Living Well

Living Well: Don't Let Your Past Relationships Affect Your Present One

Living Well: Don't Let Your Past Relationships Affect Your Present One #theeverygirl

Projecting a past relationship onto a current one is like re-living a dream we had last night, in the light of day. The past is no longer “real,” but our memories and experiences from our last relationship can come back to haunt us. And while we all know intellectually that it is not a good thing to do to ourselves or our significant others, it happens to many of us more frequently than we’d like.

Though we innately know that it doesn’t feel good to replay the past and project it on our current partner, there are two other important reasons that we want to curb this tendency to rehash the past. First, it blocks your joy. True joy can only be experienced in the present moment. Even old memories that are joyful, are only joyful when thought about in the present moment. We can never feel joy while worrying about the past or future. And often, if we are comparing our partner to the “last one,” we are not appreciating the present, thereby restricting joy.

The second reason re-playing old relationships is harmful is because it hurts your growth with your current partner. Unless you begin to live in the present and experience new levels of intimacy with your current partner, your relationship will never reach its full potential. It will either never compare to how great the last partner was, or you might base your current appreciation for your current partner’s actions on the fact that they are so much better than “the last one.” In either case, you are bringing that last person into your relationship, making it a trio.

Now that the motivations for letting go of the past are on the table, it’s time to figure out how to actually start releasing our grip on the previous situation.

Honor the love and lessons you’ve learned.

Sometimes, especially if the last relationship was positive, it is hard to truly live in the present relationship because you feel like it is dishonoring the good that came from your last love.

Rather than feel like you must completely disregard the lessons and love that were shared, it is better to recognize and value the good times that you had. Love does not need to “go away” in order for you to commit to someone new. For example, though I am deeply happy in my marriage to my husband, I still appreciate the good times and lessons I learned with my past partner. Love for one does not have to “cancel out” love I once had for another.

On the other hand, it is not best to dwell while in a current relationship on the last one in an actively romantic way or by comparing and contrasting strengths. This is not about being actively maintaining a love affair or keeping score between partners. It is about allowing your past to fully exist as a part of yourself that informs and enriches your life as a whole.

Have a closing ceremony.

To close the last relationship chapter, it can help to have a formal “closing ceremony.” The concept of a closing ceremony comes from Elizabeth Gilbert in her book, Eat, Pray, Love. As a culture, we do a lot to celebrate the beginnings of things, but we are not always as mindful to signify the end of things.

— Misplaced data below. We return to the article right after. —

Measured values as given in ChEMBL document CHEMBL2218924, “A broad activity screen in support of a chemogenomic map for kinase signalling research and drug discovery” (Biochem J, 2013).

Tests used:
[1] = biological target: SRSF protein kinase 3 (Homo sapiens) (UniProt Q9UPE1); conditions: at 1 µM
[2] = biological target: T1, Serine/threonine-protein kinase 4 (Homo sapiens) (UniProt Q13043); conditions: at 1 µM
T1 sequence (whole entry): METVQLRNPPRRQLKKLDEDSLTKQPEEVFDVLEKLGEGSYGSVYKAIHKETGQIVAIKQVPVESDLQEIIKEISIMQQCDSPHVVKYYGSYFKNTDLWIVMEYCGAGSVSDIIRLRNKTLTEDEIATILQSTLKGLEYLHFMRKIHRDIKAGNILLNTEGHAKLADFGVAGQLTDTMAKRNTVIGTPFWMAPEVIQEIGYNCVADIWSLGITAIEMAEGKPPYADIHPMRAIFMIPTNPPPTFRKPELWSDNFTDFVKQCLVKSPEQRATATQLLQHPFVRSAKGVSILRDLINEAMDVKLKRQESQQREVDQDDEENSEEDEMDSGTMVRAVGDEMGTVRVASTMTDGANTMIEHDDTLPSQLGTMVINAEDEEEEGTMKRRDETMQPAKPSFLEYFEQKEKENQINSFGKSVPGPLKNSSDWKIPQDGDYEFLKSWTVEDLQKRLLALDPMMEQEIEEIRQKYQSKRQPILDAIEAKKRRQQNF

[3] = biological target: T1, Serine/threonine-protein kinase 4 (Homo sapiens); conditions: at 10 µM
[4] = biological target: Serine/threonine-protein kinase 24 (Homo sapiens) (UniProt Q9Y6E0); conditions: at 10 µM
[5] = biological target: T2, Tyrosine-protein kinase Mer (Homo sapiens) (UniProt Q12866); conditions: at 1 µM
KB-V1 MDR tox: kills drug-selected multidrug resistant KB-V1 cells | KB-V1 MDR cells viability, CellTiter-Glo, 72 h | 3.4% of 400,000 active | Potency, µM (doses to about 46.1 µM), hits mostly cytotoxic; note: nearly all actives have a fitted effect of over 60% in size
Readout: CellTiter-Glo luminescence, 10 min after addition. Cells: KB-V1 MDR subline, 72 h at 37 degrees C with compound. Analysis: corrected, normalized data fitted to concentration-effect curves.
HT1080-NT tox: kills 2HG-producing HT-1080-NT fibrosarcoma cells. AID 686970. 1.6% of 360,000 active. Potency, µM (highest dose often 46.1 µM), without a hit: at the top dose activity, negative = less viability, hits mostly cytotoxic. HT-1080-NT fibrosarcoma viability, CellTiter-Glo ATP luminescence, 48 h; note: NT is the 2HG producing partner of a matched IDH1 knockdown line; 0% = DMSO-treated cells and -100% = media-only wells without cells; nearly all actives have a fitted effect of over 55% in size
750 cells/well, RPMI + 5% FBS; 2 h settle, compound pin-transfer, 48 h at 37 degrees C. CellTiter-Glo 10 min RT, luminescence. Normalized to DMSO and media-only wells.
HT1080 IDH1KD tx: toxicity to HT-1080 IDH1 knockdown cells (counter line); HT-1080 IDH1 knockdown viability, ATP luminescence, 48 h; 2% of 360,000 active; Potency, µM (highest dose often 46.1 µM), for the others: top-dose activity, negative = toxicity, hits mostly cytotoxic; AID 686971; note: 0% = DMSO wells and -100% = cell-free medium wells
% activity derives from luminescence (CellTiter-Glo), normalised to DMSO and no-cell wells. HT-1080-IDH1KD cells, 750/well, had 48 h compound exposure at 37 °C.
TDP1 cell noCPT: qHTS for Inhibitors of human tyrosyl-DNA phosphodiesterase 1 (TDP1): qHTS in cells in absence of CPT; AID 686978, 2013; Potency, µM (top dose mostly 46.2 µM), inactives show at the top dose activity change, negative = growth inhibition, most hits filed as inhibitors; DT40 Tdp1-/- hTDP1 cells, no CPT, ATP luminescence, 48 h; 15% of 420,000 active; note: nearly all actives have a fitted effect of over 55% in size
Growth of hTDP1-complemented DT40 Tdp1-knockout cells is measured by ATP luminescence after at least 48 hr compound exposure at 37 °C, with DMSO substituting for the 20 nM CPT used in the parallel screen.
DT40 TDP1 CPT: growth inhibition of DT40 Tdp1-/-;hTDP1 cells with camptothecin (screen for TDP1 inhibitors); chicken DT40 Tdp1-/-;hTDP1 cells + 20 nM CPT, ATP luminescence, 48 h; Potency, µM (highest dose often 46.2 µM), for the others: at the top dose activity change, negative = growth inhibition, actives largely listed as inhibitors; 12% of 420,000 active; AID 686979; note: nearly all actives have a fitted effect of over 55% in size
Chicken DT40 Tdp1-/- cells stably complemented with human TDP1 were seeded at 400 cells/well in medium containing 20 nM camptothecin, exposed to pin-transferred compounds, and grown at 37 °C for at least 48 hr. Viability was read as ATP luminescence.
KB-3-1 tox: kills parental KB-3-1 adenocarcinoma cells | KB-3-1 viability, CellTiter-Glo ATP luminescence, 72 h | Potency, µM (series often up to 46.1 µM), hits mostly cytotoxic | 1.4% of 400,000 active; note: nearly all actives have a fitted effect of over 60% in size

In my own life, I like to “close” different parts of my life (not just relationships) by writing on a lined piece of paper. On one side, I write all the difficulties and memories that I keep recycling in my mind. One thought or memory goes on each line on the paper. Then, on the other side of the paper, I write a letter to myself reminding myself of all the positive experiences, love, and wisdom that I’ve gained from that aspect of my life. If I shared many difficult things on the first side of the paper, I write my letter about how those challenges have affected me and helped me to become a stronger, more resilient person.

After the letter is complete, I cut it up line by line and say each line aloud before burning it. Later, as those old thoughts and memories come to haunt me in the present, I’m able to gently remind myself that that chapter is closed and that I am a better person because I experienced that lesson. Dwelling on the details of what happened and why is no longer necessary.

You are welcome to use this variation on the closing ceremony concept for yourself, or, you can make up one that feels right for you.

Voice your fears.

Last but not least, I think it is helpful to share your fears and recurring thoughts to someone who can help you process your emotions and see things in a more objective light. This could be a counselor, therapist, coach, caring friend, or family member.

Often, by not talking about something that we struggle with, it becomes stronger and more powerful in our lives. By sharing our thoughts and concerns out in the open, we are allowing ourselves to see our internal dialogue in a new light and in a more proactive way.

Though it might be tempting to talk to your current partner about these fears, and often that can be helpful if done carefully and tactfully, it might be wise to talk openly to someone less invested in either relationship, who can help you find the peace you need to bring yourself more fully to your present partner.

Though none of these practices in and of themselves may help you to completely stop comparing your current relationship to the past, they can help you start to move towards that aim, one moment at a time.

You, and your current partner, deserve your complete attention in order to reach your fullest potential and learn the lessons this relationship has to give.

This post was contributed by Jess Lively, a consultant and blogger helping people design lives, homes, and businesses with intention on and


Jess Lively #theeverygirl

Jess Lively

Living Well Columnist